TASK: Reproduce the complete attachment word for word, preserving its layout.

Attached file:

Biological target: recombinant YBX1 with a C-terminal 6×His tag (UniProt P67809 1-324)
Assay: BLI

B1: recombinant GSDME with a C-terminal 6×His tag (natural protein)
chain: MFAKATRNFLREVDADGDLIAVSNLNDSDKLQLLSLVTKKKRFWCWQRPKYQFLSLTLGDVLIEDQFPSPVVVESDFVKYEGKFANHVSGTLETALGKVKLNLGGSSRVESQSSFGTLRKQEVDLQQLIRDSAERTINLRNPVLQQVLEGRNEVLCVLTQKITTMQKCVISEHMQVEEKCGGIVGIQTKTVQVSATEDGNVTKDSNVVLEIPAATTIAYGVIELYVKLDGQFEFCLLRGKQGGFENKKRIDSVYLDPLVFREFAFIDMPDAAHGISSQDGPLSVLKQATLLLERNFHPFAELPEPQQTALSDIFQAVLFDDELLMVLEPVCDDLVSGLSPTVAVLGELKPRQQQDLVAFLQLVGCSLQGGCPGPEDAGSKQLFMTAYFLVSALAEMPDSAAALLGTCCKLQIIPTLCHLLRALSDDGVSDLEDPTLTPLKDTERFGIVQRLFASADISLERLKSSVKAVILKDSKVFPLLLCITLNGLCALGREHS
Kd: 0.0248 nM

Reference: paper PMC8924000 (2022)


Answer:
Biological target: recombinant YBX1 with a C-terminal 6×His tag (UniProt P67809 1-324)
Assay: BLI

B1: recombinant GSDME with a C-terminal 6×His tag (natural protein)
chain: MFAKATRNFLREVDADGDLIAVSNLNDSDKLQLLSLVTKKKRFWCWQRPKYQFLSLTLGDVLIEDQFPSPVVVESDFVKYEGKFANHVSGTLETALGKVKLNLGGSSRVESQSSFGTLRKQEVDLQQLIRDSAERTINLRNPVLQQVLEGRNEVLCVLTQKITTMQKCVISEHMQVEEKCGGIVGIQTKTVQVSATEDGNVTKDSNVVLEIPAATTIAYGVIELYVKLDGQFEFCLLRGKQGGFENKKRIDSVYLDPLVFREFAFIDMPDAAHGISSQDGPLSVLKQATLLLERNFHPFAELPEPQQTALSDIFQAVLFDDELLMVLEPVCDDLVSGLSPTVAVLGELKPRQQQDLVAFLQLVGCSLQGGCPGPEDAGSKQLFMTAYFLVSALAEMPDSAAALLGTCCKLQIIPTLCHLLRALSDDGVSDLEDPTLTPLKDTERFGIVQRLFASADISLERLKSSVKAVILKDSKVFPLLLCITLNGLCALGREHS
Kd: 0.0248 nM

Reference: paper PMC8924000 (2022)